1) What are the most "secure" places for using a laptop?
2) Also, would it be possible for someone to hack into a personal laptop if the owner was using it some place else other than their own home?
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hayabusa wrote:1.) anywhere it is NOT connected to a network or the internet. (sorry, but it's the truth.) Anywhere else, you take your chances. The laptop is only as secure as you make it. Just keep updated Antivirus and Antispyware on it, and be wary of anything that looks unusual, such as certificate warnings to sites you frequent regularly, and normally don't see errors on.
2.) home or not doesn't matter. If the circumstances are right, you'll get hacked ANYWHERE.
White ghost wrote:what is your laptop os?
if you have windows on your laptop you msut have an updated antivirus (Total security version of antiviruses are batter) and you must update your windows to patch all known security bugs
and about where is safe for laptop?
whenever you connect to any network with your laptop ( no matter there ishas internet or not) it maybe dangerous
hayabusa wrote:@Ps_107 - you might be all 'patched up' today, but understand that new vulnerabilities are found, daily, so it's a never-ending process to stay safe.
I'm sorry if my first response put some fear into you. Just that, in reality, that's the way it is, nowadays.
3xban wrote:There is always risk involved when connecting your computer to any network. I keep shields up at all times (firewall active and AV actively running). When I am traveling I tend to VPN into my home network before I do anything. I have more control of that network than hotels, Panera's or Starbucks. You Web application tester will probably have some skills with helping you secure your personal laptop but honestly, keeping AV updated, local firewall running and updating ALL software regularly will keep you about as secure as you can get.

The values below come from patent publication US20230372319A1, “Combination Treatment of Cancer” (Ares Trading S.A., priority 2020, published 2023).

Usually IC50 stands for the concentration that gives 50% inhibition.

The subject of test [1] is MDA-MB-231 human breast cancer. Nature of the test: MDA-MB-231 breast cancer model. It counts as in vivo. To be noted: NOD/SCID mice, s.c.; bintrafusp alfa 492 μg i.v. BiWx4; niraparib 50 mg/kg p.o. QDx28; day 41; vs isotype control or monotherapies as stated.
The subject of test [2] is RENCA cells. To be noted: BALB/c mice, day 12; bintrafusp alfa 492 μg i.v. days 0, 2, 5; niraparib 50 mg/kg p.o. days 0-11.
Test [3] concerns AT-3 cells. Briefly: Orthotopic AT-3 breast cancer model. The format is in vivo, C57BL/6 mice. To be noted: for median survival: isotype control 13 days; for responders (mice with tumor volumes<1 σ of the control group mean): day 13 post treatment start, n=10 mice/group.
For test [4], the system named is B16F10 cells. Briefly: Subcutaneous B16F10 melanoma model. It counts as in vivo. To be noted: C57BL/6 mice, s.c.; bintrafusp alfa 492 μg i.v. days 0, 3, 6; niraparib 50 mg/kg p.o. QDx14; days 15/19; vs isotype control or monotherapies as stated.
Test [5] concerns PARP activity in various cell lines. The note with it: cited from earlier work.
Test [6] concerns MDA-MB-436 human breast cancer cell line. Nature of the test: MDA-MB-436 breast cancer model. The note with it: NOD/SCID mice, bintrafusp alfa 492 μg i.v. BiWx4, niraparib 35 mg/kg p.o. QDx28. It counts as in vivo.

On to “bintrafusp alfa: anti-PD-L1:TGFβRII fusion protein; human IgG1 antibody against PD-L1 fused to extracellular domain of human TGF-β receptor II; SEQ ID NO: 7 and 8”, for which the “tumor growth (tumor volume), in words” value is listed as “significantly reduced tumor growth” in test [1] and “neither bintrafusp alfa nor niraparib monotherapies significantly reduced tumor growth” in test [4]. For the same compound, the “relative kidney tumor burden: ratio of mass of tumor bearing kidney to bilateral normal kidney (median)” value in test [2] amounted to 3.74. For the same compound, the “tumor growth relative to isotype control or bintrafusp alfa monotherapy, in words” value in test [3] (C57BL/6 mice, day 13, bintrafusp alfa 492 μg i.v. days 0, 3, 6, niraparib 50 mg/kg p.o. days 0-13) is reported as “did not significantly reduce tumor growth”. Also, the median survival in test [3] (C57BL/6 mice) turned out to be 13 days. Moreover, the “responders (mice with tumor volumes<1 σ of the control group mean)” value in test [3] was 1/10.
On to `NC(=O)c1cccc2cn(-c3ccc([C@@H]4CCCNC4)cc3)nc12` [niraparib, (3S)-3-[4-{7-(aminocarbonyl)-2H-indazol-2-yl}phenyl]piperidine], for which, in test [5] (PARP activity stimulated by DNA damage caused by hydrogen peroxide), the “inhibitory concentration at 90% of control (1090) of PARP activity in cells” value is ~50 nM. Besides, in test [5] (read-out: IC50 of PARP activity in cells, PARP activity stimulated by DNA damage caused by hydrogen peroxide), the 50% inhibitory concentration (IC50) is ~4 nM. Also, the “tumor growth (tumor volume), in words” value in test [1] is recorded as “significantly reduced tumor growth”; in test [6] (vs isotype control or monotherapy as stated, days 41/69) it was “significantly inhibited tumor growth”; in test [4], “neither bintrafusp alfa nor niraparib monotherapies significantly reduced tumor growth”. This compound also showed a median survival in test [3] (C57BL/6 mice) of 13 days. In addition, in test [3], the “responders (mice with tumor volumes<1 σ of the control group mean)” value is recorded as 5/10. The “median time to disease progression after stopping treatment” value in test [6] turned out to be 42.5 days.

If you are worried about data, you can always utilize software like Truecrypt and create encrypted containers on your local/network storage drives. Windows 7 also utilizes Bitlocker in the Business/Ultimate editions.
Also if you are using something other than Windows (Mac or Linux) do not assume you are immune to attacks. Mac OS exploits and viruses have been coming out much more frequently than in the past and Linux is also vulnerable to attacks. Granted they are much less than Windows and even Mac but they are still out there. Besides what you have that a blackhat might want is not necessarily on your local systems. They may want access to your email, your web hosting information and credentials, bank information and all that is out on the web.
Education is your best friend and common sense goes a long way. Don't hinder your business by being too paranoid, but use the paranoia to better secure your business.
Also as far as securing your home office, I would recommend investing in a SOHO style firewall (Small Office Home Office) such as a Sonicwall or Watchguard device. They are fairly easy to manage once they are setup and they have a low reoccuring cost for service and support. The bonus to these devices is that they will include other services besides simple port forwarding. The Sonicwalls (I am most familiar with) provide IDS/IPS as well as gateway antivirus. So that ends up filtering much of the garbage before it hits your internal network. Something to think about.
Also as you are building this business, don't get frustrated if some new security software/hardware makes something not work. Rather than turning off the security feature, make sure it is properly configured with the correct exceptions to keep your apps running properly.
WCNA wrote:107- You might want to consider using a Live CD or bootable USB stick when you are out and about (I would suggest the latest Ubuntu if you have little experience or a secure distro if you do). It's somewhat safer than using Windows directly from your hard drive.
If you must use Windows, then (with all the above advice from other forum members) use Sandboxie to make it much harder for a script kiidie to do permanent damage in addition to encrypting all your sensitive data (most people like TrueCrypt).
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